I am under no delusions that these reports and data will change the mind of hard-core or extremist opponents of immigration (legal and unauthorized) anytime soon. Rather, for those who are willing to consider valid, reliable, and nonpartisan research, these studies are useful in wading through some of the political ideology and seeing what the actual numbers say.
With that in mind, the time for comprehensive immigration reform has come. By comprehensive, it means that we need to focus on more than just reinforcing our border with Mexico. Instead, it also means overhauling our immigration detention system, which, a new bipartisan report finds, has a long and documented history of bureaucratic lapses, with the detainees routinely denied basic rights such as being told why they are being held.
It also means providing unauthorized citizens already in country with a path toward eventual citizenship and access to opportunities to achieve social and economic mobility, such as the DREAM (Development, Relief and Education for Alien Minors) Act (currently being debated in Congress) that would allow young immigrants without legal status who demonstrate “good moral character” to apply for citizenship.
Both a revelation and a call-to-action, Immigrant, Inc. explores the uncommon skill and drive of America’s new immigrants and their knack for innovation and entrepreneurship. From the techies who created icons of the new economy — Intel, Google, eBay and Sun Microsystems — to the young engineers tinkering with solar power and next-generation car batteries, immigrants have proven themselves to be America’s competitive advantage . . . [and] will create the American jobs of the future — if we let them.
That last part seems to be the key — immigrants have much to contribute to American society and our economy, if only we let them do so, rather than trying to get rid of them.
In a recent post titled “The Degrees of Immigrant Bashing,” I described various ways in which the recession has led to increased anti-immigrant hostility, leading to blatantly offensive comments from public officials, acts of violence and hate crimes, and misguided federal regulations. As a follow up, blogger Michelle Waslin at Immigration Impact writes that, perhaps ironically, the recession seems to have resulted in fewer anti-immigrant proposals and legislation being passed this year at the local and state levels:
According to the Progressive States Network (PSN), budget deficits have meant that states are unwilling to pass legislation with a cost attached. Immigration is less of a wedge issue in 2009—that is, politicians seem less willing to push anti-immigrant platforms because candidates who did so in the 2008 elections lost.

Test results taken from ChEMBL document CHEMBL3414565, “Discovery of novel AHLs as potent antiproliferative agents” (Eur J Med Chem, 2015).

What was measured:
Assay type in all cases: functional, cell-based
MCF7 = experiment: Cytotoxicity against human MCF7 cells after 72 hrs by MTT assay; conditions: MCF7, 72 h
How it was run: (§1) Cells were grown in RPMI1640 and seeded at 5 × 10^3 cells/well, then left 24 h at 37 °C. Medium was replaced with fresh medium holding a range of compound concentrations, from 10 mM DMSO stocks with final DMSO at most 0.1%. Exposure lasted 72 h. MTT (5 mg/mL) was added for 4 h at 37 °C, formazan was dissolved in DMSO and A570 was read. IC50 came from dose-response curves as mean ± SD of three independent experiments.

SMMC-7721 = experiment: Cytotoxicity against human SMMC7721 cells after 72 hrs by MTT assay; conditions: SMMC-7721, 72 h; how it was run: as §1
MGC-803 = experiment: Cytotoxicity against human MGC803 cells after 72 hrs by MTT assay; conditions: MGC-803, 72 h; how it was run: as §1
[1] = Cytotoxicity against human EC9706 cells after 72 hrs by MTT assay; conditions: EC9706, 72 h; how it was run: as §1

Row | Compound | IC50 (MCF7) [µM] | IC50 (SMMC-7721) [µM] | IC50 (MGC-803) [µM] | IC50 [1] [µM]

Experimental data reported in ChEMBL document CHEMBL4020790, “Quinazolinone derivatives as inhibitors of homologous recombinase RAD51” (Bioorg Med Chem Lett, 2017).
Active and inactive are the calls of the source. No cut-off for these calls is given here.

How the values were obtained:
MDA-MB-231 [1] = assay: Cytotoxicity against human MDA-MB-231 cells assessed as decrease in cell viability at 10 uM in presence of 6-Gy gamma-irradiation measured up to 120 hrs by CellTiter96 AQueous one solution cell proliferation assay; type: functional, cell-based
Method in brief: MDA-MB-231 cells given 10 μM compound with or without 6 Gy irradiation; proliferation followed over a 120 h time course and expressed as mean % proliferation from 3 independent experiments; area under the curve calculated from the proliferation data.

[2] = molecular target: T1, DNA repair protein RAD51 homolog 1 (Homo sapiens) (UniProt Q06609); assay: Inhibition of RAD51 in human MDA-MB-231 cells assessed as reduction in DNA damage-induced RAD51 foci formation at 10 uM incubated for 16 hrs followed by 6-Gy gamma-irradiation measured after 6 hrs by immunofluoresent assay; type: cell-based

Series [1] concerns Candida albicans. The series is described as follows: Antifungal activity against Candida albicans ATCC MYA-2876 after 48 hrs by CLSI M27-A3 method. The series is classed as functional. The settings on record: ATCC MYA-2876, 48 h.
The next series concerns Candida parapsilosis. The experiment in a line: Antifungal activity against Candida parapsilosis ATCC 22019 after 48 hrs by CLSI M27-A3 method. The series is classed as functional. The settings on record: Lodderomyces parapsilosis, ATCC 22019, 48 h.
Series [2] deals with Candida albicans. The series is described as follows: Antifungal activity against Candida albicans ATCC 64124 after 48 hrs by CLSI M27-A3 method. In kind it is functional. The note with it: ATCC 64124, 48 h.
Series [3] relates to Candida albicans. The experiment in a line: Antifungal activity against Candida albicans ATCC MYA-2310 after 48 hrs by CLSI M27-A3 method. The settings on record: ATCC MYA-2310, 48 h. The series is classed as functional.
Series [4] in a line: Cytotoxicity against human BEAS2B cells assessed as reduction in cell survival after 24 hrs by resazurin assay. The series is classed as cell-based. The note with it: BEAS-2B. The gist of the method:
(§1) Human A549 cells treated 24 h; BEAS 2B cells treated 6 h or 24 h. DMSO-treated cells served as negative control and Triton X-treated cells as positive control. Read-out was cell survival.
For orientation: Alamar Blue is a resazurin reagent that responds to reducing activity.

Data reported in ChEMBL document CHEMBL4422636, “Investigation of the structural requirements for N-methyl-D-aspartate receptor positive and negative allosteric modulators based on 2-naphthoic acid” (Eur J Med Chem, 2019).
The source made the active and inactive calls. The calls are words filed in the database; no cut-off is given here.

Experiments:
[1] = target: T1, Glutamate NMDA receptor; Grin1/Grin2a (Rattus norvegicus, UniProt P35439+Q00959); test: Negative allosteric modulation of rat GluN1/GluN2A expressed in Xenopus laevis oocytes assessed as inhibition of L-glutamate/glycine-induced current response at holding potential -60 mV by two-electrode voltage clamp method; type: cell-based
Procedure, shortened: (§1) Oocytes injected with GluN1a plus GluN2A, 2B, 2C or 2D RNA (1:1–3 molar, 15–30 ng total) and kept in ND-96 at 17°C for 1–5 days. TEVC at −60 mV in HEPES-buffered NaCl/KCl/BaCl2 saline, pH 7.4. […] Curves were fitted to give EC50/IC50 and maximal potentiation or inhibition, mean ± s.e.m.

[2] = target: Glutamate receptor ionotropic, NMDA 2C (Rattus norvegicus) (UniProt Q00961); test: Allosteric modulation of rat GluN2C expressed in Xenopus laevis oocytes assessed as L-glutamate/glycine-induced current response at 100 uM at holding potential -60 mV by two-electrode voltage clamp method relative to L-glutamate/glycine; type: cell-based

PSN also reports that anti-immigrant legislators have been marginalized in 2009. Bills introduced by Texas State Rep. Leo Berman, a notorious anti-immigrant voice, got no traction, even from within his own party. No votes were taken on any of his 9 anti-immigrant bills. In Arizona, State Senator Russell Pearce has had little success with his anti-immigrant agenda this year. An Arizona Republic editorial criticized Pearce for devoting time and energy to immigrant-bashing instead of doing the real work that needs to be done on the state budget. Even Prince William County, Virginia Executive Corey Stewart—well known for his anti-immigrant rhetoric—has backed down, acknowledging that problems other than immigration deserve more attention. . . .
It is clear that vehement anti-immigrant legislation is not as fashionable as in past years. These measures have proven to be too expensive and ineffective, Americans care more about real solutions than scapegoating and rhetoric, and anti-immigrant politicians have not been successful on election day.
It’s encouraging to see that most politicians (apparently on both sides of the ideological divide) recognize that indeed, there are many more important issues these days than demonizing and dehumanizing immigrants, legal and undocumented. I also believe that many of them also understand that in this current recession, immigrants — again legal or undocumented — can make significant contributions to the American economy if given the chance.
That is, while many immigrants are disproportionately affected by these tough economic times, if they’re allowed to stay in the U.S., many are more than willing spend their income to help support local businesses, pay federal income and social security taxes, and state sales and gas taxes, to name just a few examples. This is especially true in immigrant-heavy states and cities such as California and Texas, that are being hit especially hard during the recession.